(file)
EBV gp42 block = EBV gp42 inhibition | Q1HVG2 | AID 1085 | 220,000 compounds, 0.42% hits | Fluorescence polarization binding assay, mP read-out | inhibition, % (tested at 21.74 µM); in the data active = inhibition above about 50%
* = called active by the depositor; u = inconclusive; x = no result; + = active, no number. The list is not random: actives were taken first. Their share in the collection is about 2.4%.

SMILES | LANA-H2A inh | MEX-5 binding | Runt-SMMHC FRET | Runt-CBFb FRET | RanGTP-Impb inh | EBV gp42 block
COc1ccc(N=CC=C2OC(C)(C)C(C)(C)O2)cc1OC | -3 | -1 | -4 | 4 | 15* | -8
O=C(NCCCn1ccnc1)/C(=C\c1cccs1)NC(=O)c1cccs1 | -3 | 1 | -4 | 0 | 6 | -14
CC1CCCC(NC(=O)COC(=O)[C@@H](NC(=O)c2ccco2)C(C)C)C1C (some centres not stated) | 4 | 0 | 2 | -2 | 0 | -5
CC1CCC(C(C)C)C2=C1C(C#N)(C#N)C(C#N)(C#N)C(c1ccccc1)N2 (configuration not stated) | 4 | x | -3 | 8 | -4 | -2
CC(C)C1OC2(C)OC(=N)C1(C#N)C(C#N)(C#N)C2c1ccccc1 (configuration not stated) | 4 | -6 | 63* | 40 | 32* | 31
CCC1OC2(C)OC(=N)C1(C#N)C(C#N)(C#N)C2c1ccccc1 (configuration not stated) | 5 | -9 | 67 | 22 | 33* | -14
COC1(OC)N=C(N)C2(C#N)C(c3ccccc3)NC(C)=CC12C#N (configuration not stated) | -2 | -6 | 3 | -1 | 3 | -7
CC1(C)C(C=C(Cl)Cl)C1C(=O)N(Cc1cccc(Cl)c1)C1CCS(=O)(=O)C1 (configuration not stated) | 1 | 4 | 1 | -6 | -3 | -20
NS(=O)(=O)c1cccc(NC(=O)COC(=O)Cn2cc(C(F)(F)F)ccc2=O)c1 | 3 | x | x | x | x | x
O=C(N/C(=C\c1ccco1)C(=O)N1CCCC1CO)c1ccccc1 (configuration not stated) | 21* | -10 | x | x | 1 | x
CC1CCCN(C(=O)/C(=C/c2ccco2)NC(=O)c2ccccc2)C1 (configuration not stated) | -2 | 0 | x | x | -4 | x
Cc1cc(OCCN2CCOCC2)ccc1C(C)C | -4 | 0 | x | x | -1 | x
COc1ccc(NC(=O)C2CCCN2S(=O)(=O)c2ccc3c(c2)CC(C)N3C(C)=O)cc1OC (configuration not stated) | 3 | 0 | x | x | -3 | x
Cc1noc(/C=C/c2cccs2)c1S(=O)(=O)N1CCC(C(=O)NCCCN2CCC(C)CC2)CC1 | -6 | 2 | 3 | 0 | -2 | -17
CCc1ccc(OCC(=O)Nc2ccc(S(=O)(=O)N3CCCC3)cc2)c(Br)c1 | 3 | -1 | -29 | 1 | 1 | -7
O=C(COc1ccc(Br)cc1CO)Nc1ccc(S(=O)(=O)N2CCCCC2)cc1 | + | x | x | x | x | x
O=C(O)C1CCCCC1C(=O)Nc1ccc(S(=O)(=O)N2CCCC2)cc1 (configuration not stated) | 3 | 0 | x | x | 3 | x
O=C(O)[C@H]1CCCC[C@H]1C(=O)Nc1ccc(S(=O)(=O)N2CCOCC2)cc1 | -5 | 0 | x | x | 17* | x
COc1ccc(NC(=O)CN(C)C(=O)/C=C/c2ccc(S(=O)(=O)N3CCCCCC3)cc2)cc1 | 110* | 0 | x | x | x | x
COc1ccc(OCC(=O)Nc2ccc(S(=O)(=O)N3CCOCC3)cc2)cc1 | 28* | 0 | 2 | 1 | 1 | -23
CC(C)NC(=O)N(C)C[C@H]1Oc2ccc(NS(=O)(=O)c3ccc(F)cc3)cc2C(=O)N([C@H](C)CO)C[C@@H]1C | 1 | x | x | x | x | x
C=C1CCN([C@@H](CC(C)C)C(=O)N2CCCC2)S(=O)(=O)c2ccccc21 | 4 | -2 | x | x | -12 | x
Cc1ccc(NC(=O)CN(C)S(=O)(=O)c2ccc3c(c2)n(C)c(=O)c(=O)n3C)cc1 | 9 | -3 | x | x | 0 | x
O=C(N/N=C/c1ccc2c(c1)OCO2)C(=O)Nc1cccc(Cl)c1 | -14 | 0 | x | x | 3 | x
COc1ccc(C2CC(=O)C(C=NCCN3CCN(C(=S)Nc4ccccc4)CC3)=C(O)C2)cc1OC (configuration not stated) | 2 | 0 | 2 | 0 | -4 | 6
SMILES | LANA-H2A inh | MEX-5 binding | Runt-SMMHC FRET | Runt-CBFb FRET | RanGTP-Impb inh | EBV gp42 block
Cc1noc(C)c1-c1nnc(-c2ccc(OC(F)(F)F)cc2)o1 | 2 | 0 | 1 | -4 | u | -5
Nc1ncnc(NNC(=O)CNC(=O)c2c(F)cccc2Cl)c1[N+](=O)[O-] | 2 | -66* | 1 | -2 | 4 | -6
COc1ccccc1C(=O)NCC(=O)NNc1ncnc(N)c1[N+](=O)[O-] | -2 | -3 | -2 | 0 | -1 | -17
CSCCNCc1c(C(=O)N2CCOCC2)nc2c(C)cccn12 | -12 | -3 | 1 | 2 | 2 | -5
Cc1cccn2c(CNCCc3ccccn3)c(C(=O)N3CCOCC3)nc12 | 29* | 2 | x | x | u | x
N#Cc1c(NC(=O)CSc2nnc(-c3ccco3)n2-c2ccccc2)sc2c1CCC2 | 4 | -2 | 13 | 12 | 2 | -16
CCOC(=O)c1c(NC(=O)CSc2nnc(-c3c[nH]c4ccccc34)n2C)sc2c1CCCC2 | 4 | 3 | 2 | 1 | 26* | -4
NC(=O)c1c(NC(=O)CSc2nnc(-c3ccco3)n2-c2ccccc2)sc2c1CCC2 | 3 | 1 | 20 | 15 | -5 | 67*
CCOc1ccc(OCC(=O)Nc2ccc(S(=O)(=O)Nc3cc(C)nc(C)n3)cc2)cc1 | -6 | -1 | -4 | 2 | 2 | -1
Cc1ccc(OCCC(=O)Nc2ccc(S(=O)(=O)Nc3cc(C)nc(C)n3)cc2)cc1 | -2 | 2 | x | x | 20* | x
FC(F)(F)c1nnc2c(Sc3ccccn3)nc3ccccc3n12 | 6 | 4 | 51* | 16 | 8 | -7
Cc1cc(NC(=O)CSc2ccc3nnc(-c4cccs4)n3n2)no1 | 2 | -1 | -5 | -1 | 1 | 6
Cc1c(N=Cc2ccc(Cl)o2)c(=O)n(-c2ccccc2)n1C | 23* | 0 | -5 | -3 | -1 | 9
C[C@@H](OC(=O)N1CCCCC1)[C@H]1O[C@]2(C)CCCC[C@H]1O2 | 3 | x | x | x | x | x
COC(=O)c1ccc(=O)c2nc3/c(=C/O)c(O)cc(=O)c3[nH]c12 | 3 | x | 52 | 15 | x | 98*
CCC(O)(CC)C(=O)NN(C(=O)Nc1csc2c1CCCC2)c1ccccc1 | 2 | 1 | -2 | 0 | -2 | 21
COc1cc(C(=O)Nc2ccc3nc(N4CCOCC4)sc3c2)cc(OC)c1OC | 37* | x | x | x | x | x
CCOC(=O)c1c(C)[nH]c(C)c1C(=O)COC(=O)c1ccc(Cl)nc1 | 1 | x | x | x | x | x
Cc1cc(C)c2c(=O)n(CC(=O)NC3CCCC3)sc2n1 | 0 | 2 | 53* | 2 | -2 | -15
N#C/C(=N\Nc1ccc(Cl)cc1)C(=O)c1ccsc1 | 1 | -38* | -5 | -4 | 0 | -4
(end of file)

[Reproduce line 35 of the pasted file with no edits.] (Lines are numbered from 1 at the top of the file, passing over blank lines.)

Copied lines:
N#Cc1c(NC(=O)CSc2nnc(-c3ccco3)n2-c2ccccc2)sc2c1CCC2 | 4 | -2 | 13 | 12 | 2 | -16